With so many fiber cement board and cementitious trim options on the market today, Freeland Painting can give the entire exterior of your home a durable, fire-resistant surface that will be low-maintenance and guard against rotting wood for decades to come. Because it’s made with cement, HardieBoard keeps its shape and looks beautiful for decades.

If you’re in the market for new siding for your home, the experts at Freeland Painting can help you by answering all of your questions about your siding options and providing a free estimate for fiber cement siding.

Call us today to set up your free estimate, (678) 679-3126, and we’ll renew your house with curb appeal that’s sure to appeal. Because we brush up on the details every day!

Why Relationships Matter More than the Brush or the Ladder

Freeland Painting values the relationships we build both with our customers and our community. We want to share our business philosophy and why we’re grateful to be a small business operating in the United States of America—the land of the free and home of Freeland Painting. We’re grateful for the strong relationships we’ve built with our customers and the Greater Atlanta community.

Our Mission

At Freeland Painting our mission is to perform high-quality painting of residential, multifamily, and commercial properties, both interior and exterior. We also offer custom roofing, siding, and gutter systems, plus light carpentry work, that improve the curb appeal and efficiency of a commercial building or residence.

By narrowing our focus to these distinct services we are able to offer extremely high-quality, competent service within a focused specialty. This is one of the keys to our high level of customer satisfaction.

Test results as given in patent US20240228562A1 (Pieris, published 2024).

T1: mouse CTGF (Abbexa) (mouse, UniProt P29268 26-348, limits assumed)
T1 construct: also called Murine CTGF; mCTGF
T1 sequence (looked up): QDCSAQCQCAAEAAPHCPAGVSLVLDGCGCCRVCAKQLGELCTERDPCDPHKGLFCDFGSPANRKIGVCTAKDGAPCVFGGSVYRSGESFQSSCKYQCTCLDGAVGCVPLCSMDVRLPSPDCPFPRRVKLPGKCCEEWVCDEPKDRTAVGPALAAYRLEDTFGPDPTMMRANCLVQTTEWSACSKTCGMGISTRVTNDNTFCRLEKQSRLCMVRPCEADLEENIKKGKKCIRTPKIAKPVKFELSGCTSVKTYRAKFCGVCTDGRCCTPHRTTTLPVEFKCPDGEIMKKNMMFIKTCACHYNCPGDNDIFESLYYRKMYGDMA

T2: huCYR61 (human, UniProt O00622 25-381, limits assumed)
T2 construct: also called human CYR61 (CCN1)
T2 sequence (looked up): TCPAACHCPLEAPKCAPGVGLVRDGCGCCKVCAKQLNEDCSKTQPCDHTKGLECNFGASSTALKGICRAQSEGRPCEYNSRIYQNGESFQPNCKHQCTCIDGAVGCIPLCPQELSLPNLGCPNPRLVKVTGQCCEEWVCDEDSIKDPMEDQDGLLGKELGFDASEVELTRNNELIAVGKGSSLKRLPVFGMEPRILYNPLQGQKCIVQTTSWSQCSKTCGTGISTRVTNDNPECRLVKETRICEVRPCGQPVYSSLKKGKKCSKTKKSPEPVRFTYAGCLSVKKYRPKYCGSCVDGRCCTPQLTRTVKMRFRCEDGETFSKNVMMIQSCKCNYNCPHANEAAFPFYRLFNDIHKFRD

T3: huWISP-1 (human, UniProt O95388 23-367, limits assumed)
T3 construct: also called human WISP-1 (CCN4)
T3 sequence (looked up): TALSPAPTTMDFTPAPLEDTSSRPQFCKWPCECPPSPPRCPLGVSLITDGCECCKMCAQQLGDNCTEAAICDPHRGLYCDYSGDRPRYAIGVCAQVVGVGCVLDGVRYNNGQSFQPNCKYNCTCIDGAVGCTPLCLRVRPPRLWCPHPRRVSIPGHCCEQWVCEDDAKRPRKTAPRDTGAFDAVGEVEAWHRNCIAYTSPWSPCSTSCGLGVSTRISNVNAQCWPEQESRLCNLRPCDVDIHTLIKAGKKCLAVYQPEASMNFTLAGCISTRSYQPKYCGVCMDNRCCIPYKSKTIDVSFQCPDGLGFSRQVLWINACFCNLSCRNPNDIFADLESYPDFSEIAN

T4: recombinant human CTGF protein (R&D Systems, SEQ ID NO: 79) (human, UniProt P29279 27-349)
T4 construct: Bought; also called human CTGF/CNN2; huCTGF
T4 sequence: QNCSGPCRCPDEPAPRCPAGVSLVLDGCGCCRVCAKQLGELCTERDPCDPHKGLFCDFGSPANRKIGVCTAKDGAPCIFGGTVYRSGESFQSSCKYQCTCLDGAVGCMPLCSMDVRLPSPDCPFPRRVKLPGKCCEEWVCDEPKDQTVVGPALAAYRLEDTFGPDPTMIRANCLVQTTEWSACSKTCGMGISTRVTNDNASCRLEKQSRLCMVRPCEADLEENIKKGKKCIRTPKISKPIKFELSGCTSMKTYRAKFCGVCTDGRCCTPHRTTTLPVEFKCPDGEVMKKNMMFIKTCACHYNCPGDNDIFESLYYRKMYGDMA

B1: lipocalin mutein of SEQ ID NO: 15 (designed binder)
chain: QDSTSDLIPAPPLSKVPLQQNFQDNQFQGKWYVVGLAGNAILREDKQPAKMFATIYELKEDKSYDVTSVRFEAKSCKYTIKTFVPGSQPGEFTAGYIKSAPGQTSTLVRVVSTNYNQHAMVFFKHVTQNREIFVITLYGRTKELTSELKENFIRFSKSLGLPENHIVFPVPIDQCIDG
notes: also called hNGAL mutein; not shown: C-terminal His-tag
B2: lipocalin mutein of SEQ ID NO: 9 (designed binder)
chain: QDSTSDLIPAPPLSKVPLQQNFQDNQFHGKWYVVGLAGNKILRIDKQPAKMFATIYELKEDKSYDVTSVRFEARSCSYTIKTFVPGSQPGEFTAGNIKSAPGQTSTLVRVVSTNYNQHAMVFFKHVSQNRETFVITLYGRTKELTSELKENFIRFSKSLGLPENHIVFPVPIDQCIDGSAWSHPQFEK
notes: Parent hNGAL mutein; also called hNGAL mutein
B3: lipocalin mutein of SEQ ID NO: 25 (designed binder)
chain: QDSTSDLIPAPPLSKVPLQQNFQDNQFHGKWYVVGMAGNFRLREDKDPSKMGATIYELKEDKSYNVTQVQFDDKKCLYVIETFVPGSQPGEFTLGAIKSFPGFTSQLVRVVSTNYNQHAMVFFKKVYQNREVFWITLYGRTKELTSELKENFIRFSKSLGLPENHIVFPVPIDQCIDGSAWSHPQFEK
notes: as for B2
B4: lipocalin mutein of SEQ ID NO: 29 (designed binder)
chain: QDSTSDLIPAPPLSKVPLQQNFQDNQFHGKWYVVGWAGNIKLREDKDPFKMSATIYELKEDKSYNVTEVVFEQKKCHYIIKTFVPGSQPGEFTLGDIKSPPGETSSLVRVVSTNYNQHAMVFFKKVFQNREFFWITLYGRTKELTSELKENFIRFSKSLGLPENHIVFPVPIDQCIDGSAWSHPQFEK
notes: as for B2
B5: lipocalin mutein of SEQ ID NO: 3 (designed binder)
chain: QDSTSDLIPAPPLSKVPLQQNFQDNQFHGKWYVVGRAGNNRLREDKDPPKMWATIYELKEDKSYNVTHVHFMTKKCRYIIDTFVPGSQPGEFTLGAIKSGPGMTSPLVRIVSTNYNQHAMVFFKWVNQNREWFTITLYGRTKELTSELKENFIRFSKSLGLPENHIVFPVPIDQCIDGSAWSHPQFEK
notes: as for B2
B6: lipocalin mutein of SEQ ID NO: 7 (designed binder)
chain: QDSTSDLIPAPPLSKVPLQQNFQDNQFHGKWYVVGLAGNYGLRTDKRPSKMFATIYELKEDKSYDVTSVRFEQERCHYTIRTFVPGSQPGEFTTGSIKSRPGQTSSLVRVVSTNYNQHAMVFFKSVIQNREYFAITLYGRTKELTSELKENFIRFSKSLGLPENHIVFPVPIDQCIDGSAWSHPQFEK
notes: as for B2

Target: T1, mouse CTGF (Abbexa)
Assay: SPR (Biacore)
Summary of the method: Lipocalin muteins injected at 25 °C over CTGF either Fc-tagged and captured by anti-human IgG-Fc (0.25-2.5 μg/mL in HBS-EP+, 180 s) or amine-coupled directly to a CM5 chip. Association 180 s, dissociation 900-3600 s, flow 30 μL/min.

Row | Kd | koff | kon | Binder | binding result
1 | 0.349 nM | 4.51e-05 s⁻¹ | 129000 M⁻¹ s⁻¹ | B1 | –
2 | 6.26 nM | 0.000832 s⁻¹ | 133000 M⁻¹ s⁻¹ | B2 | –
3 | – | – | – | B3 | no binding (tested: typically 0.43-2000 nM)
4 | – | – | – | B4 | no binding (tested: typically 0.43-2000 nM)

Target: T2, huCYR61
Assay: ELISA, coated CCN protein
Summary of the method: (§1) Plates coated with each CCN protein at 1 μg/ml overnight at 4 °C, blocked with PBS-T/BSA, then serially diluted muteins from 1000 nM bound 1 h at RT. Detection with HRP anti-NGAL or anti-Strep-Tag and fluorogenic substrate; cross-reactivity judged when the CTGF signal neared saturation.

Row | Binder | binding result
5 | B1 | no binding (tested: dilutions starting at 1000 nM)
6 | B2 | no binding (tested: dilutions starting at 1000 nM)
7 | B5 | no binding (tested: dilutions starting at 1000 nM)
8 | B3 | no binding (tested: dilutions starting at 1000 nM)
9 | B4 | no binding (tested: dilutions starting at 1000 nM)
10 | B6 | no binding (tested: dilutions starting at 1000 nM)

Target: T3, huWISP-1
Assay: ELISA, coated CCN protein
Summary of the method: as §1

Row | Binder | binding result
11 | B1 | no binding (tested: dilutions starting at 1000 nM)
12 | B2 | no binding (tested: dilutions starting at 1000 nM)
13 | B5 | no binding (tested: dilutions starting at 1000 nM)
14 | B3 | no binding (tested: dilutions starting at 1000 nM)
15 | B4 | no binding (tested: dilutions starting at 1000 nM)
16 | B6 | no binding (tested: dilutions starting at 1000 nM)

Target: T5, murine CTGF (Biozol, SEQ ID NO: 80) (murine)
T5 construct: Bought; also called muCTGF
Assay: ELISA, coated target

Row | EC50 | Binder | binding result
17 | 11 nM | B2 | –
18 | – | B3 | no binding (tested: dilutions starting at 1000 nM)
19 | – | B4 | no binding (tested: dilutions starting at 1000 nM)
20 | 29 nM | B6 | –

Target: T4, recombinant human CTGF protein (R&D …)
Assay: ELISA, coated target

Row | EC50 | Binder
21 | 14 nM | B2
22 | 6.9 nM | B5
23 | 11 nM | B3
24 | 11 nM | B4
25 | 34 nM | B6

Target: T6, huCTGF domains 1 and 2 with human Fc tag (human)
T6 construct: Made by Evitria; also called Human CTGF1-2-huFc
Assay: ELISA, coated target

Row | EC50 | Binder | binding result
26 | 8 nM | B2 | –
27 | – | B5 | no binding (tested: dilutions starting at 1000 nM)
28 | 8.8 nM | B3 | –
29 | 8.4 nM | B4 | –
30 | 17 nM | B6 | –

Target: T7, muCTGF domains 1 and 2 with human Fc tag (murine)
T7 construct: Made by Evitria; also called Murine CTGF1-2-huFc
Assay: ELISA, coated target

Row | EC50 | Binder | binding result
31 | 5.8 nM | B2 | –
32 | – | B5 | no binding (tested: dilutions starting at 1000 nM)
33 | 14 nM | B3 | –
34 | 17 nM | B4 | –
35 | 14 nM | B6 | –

Community Focus

In addition to providing these services, our ultimate goal is to lead Freeland Painting into an organization that helps strengthen our entire community. We do this by doing exactly what we say we will do, and when we will do it – which builds trust with customers. We have a strong focus on our employees, and maintain the family atmosphere of our business. Our Freeland Family includes Doug Ireland, the founder and CEO, along with his wife, Keri, and kids who often ride along with Doug to check up on the progress of job sites when school is out. In fact, Doug and Keri’s two youngest children—twins—celebrate their birthdays on July 4!

We also celebrate other milestones with employees, such as getting married or welcoming a new child into their family. Freeland Painting helps put food on the table for our employees and keep the Atlanta area’s economic prosperity going. We respect and appreciate employees’ contribution and commitment to our ongoing success. This underscores our company philosophy: Relationships matter more than the brush or the ladder.